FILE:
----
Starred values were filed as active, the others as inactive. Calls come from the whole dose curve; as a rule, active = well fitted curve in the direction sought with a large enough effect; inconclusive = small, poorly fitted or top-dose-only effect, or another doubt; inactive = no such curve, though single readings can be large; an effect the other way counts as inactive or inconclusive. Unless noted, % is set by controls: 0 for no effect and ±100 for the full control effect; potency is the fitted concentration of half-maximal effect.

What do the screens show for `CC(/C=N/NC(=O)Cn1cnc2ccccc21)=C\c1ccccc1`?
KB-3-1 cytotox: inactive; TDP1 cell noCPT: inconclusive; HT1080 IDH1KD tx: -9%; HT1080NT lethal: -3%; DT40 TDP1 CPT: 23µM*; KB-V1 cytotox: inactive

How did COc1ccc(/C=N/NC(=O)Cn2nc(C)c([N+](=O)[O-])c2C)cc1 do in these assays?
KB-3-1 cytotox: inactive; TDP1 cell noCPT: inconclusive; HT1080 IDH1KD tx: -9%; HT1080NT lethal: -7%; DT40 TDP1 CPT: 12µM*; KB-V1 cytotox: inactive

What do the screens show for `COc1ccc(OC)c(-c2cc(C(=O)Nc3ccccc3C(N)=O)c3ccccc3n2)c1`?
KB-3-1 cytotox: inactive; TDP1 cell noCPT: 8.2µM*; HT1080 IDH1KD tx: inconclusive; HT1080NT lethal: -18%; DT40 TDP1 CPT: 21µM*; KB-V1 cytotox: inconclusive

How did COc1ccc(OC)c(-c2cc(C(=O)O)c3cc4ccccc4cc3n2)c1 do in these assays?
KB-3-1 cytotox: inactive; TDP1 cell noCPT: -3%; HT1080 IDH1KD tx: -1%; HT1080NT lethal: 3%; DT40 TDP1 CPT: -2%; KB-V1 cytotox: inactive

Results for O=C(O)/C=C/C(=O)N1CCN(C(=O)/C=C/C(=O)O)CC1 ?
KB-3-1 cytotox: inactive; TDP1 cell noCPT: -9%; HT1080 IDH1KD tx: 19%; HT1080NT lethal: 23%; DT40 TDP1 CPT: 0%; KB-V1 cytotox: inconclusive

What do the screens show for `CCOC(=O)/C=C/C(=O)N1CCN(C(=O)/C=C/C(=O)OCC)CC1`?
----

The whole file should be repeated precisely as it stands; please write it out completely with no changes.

Starred values were filed as active, the others as inactive. Calls come from the whole dose curve; as a rule, active = well fitted curve in the direction sought with a large enough effect; inconclusive = small, poorly fitted or top-dose-only effect, or another doubt; inactive = no such curve, though single readings can be large; an effect the other way counts as inactive or inconclusive. Unless noted, % is set by controls: 0 for no effect and ±100 for the full control effect; potency is the fitted concentration of half-maximal effect.

What do the screens show for `CC(/C=N/NC(=O)Cn1cnc2ccccc21)=C\c1ccccc1`?
KB-3-1 cytotox: inactive; TDP1 cell noCPT: inconclusive; HT1080 IDH1KD tx: -9%; HT1080NT lethal: -3%; DT40 TDP1 CPT: 23µM*; KB-V1 cytotox: inactive

How did COc1ccc(/C=N/NC(=O)Cn2nc(C)c([N+](=O)[O-])c2C)cc1 do in these assays?
KB-3-1 cytotox: inactive; TDP1 cell noCPT: inconclusive; HT1080 IDH1KD tx: -9%; HT1080NT lethal: -7%; DT40 TDP1 CPT: 12µM*; KB-V1 cytotox: inactive

What do the screens show for `COc1ccc(OC)c(-c2cc(C(=O)Nc3ccccc3C(N)=O)c3ccccc3n2)c1`?
KB-3-1 cytotox: inactive; TDP1 cell noCPT: 8.2µM*; HT1080 IDH1KD tx: inconclusive; HT1080NT lethal: -18%; DT40 TDP1 CPT: 21µM*; KB-V1 cytotox: inconclusive

How did COc1ccc(OC)c(-c2cc(C(=O)O)c3cc4ccccc4cc3n2)c1 do in these assays?
KB-3-1 cytotox: inactive; TDP1 cell noCPT: -3%; HT1080 IDH1KD tx: -1%; HT1080NT lethal: 3%; DT40 TDP1 CPT: -2%; KB-V1 cytotox: inactive

Results for O=C(O)/C=C/C(=O)N1CCN(C(=O)/C=C/C(=O)O)CC1 ?
KB-3-1 cytotox: inactive; TDP1 cell noCPT: -9%; HT1080 IDH1KD tx: 19%; HT1080NT lethal: 23%; DT40 TDP1 CPT: 0%; KB-V1 cytotox: inconclusive

What do the screens show for `CCOC(=O)/C=C/C(=O)N1CCN(C(=O)/C=C/C(=O)OCC)CC1`?